Down the rabbit hole: Alice in Wonderland’s 150th anniversary

Happy New Year!

The time has come,” the walrus said, “to talk of many things: Of shoes and ships – and sealing wax – of cabbages and kings”

This new year, among other things, marks the 150th Anniversary of the classic story Alice’s Adventures in Wonderland – more commonly known as Alice in Wonderland.

Alice in Wonderland the mad hatters tea partyThe Mad Hatter’s tea party, from the colour illustrated Nursery Alice, 1890 (source: British Library)

English author Charles Lutwidge Dodgson – writing under the pseudonym, Lewis Carroll – wrote the story in 1865. It tells the tale of a girl named Alice who falls through a rabbit hole into a fantasy world populated by peculiar creatures. Full of philosophy and truisms, the absurdity of the plot and the strong underlying narrative plays with logic and is one of the best examples of the literary nonsense genre.

I knew who I was this morning, but I’ve changed a few times since then.”

Alice in wonderland www bl uk

Lewis Carroll, ’Alice’s Adventures Under Ground’ (source: British Library)

The anniversary will be marked in several ways by cultural institutions such as the British Library, which will loan the original handwritten illustrated manuscript for Alice in Wonderland to New York’s Morgan Library and Museum and the Rosenbach Museum of the Free Library of Philidelphia this year. The book, which bears its original title of Alice’s Adventures Under Ground, was bought by an American dealer in 1928 and returned to Britain in 1948. Later on this year, the British Library will display the book as part of an exhibition marking the 150th anniversary since its 1865 publication.

In fact, there are nearly one hundred events in 10 countries, to mark the anniversary, including a few in Canada. Alice fans everywhere are being encouraged to create their own events, and list them on the official site.

louise-kirk-alice-in-wonderland-rabbit-placematThe White Rabbit by Louise Kirk (image courtesy of Avenida Home)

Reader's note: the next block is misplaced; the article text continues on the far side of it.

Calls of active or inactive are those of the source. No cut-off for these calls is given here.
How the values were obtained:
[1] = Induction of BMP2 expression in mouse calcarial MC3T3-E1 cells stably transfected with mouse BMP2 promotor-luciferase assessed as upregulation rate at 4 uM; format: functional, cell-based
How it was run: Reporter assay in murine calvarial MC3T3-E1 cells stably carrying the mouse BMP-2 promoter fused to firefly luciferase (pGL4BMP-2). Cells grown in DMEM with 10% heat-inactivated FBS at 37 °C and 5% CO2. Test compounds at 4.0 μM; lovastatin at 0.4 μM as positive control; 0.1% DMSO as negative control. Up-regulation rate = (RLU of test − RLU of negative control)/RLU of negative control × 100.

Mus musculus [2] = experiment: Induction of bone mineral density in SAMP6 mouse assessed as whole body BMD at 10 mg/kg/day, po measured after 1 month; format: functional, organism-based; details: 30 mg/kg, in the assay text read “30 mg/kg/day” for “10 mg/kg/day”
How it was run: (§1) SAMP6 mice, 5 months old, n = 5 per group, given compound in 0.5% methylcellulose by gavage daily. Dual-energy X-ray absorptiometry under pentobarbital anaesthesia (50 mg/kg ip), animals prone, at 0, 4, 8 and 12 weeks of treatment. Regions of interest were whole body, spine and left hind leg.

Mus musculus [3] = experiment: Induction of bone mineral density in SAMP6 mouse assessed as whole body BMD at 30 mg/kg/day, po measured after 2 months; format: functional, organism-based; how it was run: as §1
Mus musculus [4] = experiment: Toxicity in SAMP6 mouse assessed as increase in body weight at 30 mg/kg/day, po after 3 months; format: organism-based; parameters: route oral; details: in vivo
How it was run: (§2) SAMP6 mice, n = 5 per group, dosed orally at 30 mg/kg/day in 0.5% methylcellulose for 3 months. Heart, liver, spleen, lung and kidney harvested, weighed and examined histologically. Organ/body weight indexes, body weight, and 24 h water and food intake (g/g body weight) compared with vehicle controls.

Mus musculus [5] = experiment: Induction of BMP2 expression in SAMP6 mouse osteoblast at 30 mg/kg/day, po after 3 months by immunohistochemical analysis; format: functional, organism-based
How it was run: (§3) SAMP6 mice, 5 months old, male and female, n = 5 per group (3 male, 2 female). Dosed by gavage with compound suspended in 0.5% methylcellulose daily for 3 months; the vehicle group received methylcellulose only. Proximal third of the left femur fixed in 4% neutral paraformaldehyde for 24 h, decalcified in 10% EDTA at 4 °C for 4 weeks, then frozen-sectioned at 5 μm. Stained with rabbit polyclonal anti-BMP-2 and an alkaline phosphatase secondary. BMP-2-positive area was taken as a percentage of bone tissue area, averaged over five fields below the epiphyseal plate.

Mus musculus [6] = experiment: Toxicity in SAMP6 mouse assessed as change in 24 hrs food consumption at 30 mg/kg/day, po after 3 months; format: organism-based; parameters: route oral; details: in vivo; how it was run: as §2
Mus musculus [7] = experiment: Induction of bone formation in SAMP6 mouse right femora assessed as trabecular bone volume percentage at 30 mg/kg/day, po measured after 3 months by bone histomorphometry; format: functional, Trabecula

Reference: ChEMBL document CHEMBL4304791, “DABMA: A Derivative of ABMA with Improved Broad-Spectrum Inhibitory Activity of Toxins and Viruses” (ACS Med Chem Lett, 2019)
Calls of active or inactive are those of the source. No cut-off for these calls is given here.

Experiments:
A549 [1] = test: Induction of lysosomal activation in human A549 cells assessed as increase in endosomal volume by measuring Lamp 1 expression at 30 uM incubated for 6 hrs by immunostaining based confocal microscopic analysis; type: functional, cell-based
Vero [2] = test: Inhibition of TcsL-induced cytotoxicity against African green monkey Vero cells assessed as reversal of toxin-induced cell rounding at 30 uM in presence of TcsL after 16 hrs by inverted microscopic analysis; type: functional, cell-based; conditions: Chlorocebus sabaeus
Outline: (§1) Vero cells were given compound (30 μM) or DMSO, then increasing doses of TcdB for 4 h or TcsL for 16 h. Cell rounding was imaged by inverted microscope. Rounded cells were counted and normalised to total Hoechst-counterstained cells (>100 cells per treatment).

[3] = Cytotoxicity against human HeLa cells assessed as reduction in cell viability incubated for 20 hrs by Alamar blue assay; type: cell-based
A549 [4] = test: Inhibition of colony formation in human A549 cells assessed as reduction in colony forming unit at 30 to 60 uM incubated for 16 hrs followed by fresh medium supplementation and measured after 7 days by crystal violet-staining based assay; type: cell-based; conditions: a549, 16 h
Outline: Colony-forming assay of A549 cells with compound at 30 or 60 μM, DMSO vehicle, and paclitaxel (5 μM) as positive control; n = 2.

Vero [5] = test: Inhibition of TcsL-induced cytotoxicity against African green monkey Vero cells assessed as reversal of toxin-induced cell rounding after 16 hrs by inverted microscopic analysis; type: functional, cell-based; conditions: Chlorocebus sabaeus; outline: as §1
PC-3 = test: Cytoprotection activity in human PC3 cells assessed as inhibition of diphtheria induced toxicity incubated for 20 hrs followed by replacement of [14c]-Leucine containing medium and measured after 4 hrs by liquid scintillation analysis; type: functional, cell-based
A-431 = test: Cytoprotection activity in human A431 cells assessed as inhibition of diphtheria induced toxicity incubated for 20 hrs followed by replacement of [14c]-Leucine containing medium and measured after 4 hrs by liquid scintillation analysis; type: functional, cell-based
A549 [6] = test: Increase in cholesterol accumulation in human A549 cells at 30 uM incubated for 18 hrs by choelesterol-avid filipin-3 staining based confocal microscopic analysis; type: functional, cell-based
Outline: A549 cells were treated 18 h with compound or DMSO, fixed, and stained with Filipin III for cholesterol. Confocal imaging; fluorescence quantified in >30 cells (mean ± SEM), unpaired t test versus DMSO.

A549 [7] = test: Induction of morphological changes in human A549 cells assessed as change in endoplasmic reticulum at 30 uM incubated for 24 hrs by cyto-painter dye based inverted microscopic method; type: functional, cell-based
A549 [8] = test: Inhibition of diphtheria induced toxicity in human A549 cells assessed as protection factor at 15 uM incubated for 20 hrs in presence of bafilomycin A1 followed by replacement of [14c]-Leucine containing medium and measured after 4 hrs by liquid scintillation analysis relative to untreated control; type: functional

The fantastic characters created by Lewis Carroll have left a lasting impression and become enormously influential in popular culture and literature.

To mark the anniversary, artist Louise Kirk has created a series of designs that pay homage to Carroll’s characters – notably the King and Queen of Hearts, the Mad Hatter, the Cheshire Cat and the White Rabbit.

Alice in wonderland image telegraph co ukLewis Carroll, ’Alice’s Adventures Under Ground’, 1865 (source: British Library)

Her designs have been translated in delightful homewares in the UK by Avenida Home, which has created an enticing collection of placemats, coaster and trays featuring characters and scenes from the book.

louise-kirk-alice-in-wonderland-queen-placematThe Queen of Hearts by Louise Kirk (image courtesy of Avenida Home)

louise-kirk-alice-in-wonderland-hatter-placemat
The Mad Hatter by Louise Kirk (image courtesy of Avenida Home)
We have received our shipment of placemats, coasters and trays!
louise-kirk-alice-in-the-court-of-hearts-wooden-trayAlice in the Court of Hearts by Louise Kirk (image courtesy of Avenida Home)
Does this post conjure up any childhood memories for you?
Will you mark the 150th anniversary?
Let us know in the comments below, on Facebook, or on our Twitter or Instagram @galerieco!

Spectacular new kitsets launched by David Trubridge at Wanted Design

During New York Design Week this year (May 9-20) visitors to the Big Apple were spoiled for choice for interesting design venues, galleries and intriguing design events to attend. Not-to-be-missed is Wanted Design, held each year in the exceptional landmark Terminal Stores building on 11th Avenue in the meat-packing district. This is where CO designer David Trubridge has exhibited for the past four years – and his booth is always a highlight (pun intended, of course).

Wanted Design

Source: wanteddesignnyc.com